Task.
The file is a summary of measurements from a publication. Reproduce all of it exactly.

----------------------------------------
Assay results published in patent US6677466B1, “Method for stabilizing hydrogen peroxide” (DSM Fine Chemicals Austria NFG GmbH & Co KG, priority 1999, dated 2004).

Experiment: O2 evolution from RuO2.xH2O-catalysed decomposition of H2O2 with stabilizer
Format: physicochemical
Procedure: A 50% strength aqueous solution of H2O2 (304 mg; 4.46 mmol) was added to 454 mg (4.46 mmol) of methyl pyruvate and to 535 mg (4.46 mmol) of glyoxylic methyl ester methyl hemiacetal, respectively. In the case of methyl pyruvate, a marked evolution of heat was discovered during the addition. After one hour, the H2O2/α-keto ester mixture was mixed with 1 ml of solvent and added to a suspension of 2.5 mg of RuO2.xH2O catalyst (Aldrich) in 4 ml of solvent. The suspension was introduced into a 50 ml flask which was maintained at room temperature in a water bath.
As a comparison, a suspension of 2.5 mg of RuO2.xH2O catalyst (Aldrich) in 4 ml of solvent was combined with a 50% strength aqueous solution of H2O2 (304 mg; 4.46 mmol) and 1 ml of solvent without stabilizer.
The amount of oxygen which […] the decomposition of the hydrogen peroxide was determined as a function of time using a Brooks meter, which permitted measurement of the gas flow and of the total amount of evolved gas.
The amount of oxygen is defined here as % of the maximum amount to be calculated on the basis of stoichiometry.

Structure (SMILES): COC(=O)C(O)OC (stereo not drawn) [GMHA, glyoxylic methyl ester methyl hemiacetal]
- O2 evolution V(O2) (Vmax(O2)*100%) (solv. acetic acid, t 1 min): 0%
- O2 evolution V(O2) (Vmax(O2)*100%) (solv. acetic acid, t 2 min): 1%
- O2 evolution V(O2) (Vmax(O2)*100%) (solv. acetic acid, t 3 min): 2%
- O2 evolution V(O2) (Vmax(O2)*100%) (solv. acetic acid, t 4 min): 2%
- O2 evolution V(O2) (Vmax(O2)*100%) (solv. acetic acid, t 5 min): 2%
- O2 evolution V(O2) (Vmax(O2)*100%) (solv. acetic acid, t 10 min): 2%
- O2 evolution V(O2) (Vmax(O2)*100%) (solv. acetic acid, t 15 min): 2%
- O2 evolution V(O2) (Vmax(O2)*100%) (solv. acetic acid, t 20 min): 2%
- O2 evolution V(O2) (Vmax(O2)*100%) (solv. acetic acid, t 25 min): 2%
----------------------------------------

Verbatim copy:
Assay results published in patent US6677466B1, “Method for stabilizing hydrogen peroxide” (DSM Fine Chemicals Austria NFG GmbH & Co KG, priority 1999, dated 2004).

Experiment: O2 evolution from RuO2.xH2O-catalysed decomposition of H2O2 with stabilizer
Format: physicochemical
Procedure: A 50% strength aqueous solution of H2O2 (304 mg; 4.46 mmol) was added to 454 mg (4.46 mmol) of methyl pyruvate and to 535 mg (4.46 mmol) of glyoxylic methyl ester methyl hemiacetal, respectively. In the case of methyl pyruvate, a marked evolution of heat was discovered during the addition. After one hour, the H2O2/α-keto ester mixture was mixed with 1 ml of solvent and added to a suspension of 2.5 mg of RuO2.xH2O catalyst (Aldrich) in 4 ml of solvent. The suspension was introduced into a 50 ml flask which was maintained at room temperature in a water bath.
As a comparison, a suspension of 2.5 mg of RuO2.xH2O catalyst (Aldrich) in 4 ml of solvent was combined with a 50% strength aqueous solution of H2O2 (304 mg; 4.46 mmol) and 1 ml of solvent without stabilizer.
The amount of oxygen which […] the decomposition of the hydrogen peroxide was determined as a function of time using a Brooks meter, which permitted measurement of the gas flow and of the total amount of evolved gas.
The amount of oxygen is defined here as % of the maximum amount to be calculated on the basis of stoichiometry.

Structure (SMILES): COC(=O)C(O)OC (stereo not drawn) [GMHA, glyoxylic methyl ester methyl hemiacetal]
- O2 evolution V(O2) (Vmax(O2)*100%) (solv. acetic acid, t 1 min): 0%
- O2 evolution V(O2) (Vmax(O2)*100%) (solv. acetic acid, t 2 min): 1%
- O2 evolution V(O2) (Vmax(O2)*100%) (solv. acetic acid, t 3 min): 2%
- O2 evolution V(O2) (Vmax(O2)*100%) (solv. acetic acid, t 4 min): 2%
- O2 evolution V(O2) (Vmax(O2)*100%) (solv. acetic acid, t 5 min): 2%
- O2 evolution V(O2) (Vmax(O2)*100%) (solv. acetic acid, t 10 min): 2%
- O2 evolution V(O2) (Vmax(O2)*100%) (solv. acetic acid, t 15 min): 2%
- O2 evolution V(O2) (Vmax(O2)*100%) (solv. acetic acid, t 20 min): 2%
- O2 evolution V(O2) (Vmax(O2)*100%) (solv. acetic acid, t 25 min): 2%